How To Buy The Dip

Is now a great time to buy? Or a terrible one?


Warren Buffet once said, “you only learn who has been swimming naked when the tide goes out”—except right now the tide is going out and pretty much everybody is getting hammered:

And sure, some companies have lost more value than others, but do you really think the list below is a rank ordering of the long-term potential of these companies, best to worst?

Are the companies at the top obviously going to generate superior long-run returns to the companies at the bottom? I think not. I think there are probably a couple generational companies towards the bottom, and some real stinkers towards the top.

So maybe when the tide goes out you don’t actually get to see who has their swimming trunks on. Maybe the only way to know for sure is to wait it out and see who stands the test of time. But that doesn’t help us make investing decisions today.

What does? Understanding how market power works, and who has it.


If you’re thinking about investing in a stock that is going down, you’d better understand why before you buy. Is it because the company is losing power? Or is there something else going on? 

Across the board, tech stocks are down right now, and there are two dominant narratives to explain it:

The first narrative is the bull case, which says we’re living in an era when generation-defining technology companies are being built, and the only reason the market is down now is because of temporary macro issues like rising interest rates, oil prices, inflation, and geopolitical instability. The companies themselves are as powerful as ever. If history is any guide, these macro issues will resolve themselves (or at least stop affecting stock prices) sooner or later. Just look at the flash recession that happened at the beginning of COVID, the 2008 crisis, the dot-com bust, etc. Sooner or later the market has always gotten back on track. So now is a great time to buy if you’re planning on holding for the long-run.

The second narrative is the bear case, which says the past few years have seen unprecedented rise in valuation multiples for tech stocks and what’s happening now is partially influenced by macro issues, but also, more importantly, a return to normalcy and sanity. Pandemic darlings like Zoom and Peloton have crashed back to earth, Snowflake is melting down, and the much-anticipated Tesla drawdown has perhaps begun. There’s a similar story behind many of the tech stocks I listed in the charts above. These companies all once sported wild revenue multiples (anywhere from 10x to the truly flabbergasting 100x) and you don’t even wanna know about the P/E ratio, since many of these companies aren’t profitable yet. Historically, these prices aren’t normal, and the current macro environment merely facilitated the inevitable return to sanity.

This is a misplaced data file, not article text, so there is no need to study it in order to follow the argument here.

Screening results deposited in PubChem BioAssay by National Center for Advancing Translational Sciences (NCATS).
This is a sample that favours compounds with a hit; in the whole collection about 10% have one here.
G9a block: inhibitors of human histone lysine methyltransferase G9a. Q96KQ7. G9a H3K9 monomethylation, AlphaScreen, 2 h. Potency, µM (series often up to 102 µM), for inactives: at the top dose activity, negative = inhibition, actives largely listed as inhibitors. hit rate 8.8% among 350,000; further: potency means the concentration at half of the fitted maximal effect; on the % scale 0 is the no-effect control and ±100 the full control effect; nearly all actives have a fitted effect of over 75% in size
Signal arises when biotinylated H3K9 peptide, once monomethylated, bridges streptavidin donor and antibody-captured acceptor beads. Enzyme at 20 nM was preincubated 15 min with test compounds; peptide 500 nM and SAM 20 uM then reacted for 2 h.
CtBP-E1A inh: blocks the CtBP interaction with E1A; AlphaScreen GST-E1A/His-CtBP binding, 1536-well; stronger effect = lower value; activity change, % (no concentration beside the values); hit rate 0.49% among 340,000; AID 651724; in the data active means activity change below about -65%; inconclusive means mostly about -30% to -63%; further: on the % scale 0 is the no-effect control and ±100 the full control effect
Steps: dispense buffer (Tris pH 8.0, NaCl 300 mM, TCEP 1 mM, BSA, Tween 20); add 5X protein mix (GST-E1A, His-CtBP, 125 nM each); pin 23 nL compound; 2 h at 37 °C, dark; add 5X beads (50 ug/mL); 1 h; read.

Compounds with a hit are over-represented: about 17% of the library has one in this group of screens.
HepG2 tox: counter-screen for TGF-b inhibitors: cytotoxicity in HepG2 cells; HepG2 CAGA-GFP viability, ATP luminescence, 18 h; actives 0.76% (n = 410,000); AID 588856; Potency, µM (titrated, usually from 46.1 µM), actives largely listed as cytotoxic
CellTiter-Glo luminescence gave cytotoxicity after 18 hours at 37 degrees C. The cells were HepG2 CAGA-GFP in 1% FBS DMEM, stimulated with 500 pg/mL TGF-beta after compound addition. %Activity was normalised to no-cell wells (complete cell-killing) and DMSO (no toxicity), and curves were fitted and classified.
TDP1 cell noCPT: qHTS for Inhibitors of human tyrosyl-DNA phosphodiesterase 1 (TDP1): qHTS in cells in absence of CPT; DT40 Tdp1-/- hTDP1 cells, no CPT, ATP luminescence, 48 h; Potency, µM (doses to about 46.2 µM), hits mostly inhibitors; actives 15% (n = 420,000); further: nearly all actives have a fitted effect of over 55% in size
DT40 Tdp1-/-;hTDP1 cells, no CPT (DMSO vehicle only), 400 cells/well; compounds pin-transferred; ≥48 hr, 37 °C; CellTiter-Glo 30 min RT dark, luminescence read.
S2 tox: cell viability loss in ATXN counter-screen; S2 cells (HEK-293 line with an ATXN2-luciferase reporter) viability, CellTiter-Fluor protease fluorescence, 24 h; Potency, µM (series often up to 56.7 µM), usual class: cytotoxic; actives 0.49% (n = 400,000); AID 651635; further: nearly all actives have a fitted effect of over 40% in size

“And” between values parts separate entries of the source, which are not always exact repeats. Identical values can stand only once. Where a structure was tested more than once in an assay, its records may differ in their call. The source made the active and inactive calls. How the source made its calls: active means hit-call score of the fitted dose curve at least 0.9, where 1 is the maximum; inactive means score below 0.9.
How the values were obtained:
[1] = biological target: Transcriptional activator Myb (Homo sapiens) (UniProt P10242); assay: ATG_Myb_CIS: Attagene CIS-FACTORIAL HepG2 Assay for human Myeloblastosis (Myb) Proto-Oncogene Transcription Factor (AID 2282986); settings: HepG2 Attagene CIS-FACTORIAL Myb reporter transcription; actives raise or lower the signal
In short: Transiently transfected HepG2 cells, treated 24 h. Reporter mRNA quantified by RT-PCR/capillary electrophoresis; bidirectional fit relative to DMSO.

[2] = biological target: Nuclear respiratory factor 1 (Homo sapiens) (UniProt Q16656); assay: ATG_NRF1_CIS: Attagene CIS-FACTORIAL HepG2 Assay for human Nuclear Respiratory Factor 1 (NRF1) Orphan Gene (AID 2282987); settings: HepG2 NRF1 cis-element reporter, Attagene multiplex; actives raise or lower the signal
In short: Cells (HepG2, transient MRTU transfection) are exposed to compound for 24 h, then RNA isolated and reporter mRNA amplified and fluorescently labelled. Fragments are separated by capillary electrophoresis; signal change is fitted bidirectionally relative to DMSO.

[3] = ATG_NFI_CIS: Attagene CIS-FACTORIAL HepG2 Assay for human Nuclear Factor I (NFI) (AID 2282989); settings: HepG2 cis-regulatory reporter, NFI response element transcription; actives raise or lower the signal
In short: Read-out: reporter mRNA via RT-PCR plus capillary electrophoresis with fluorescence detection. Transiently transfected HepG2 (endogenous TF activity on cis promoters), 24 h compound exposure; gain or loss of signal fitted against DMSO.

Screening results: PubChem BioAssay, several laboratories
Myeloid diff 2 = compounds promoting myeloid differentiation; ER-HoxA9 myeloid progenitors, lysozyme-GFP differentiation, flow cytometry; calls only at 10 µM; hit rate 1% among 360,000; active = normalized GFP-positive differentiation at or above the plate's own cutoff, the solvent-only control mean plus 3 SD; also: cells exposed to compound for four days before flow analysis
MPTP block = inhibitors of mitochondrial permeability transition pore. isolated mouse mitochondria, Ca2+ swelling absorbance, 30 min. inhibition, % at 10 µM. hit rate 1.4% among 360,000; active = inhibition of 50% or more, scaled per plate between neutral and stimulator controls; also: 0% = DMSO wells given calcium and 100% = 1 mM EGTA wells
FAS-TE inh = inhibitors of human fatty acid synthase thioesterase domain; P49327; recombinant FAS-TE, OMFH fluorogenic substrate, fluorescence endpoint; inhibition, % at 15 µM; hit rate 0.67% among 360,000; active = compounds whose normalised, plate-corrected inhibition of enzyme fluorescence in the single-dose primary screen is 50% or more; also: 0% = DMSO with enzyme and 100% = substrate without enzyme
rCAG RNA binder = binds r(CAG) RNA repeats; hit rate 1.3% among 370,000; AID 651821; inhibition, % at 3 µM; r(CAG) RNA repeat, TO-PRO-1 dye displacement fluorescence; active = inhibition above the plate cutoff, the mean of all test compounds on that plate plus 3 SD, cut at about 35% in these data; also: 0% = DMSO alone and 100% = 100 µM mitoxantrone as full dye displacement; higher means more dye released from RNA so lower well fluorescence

I subscribe to a third narrative: yes, we’re living in an era when generation-defining technology companies are being built, and yes, the main reason the market is down right now is because of temporary macro issues—but also—there are a lot of technology companies that seem generational now but will actually experience catastrophic losses in value that they will never recover from. This is not dependent on a quirk of the recent history of tech valuations. This is just the way of the world.

You might think public companies are stable and safe bets, but they’re much less stable than you might think. According to a report by JP Morgan, nearly half (44%) of the companies that have been added to the Russell 3000 (basically an extended version of the S&P 500) lost 70% or more of their value and never recovered, and just 7% of the companies generated nearly all the returns. That’s not as different from VC math as I would have expected!

This suggests two strategies for meeting the current moment: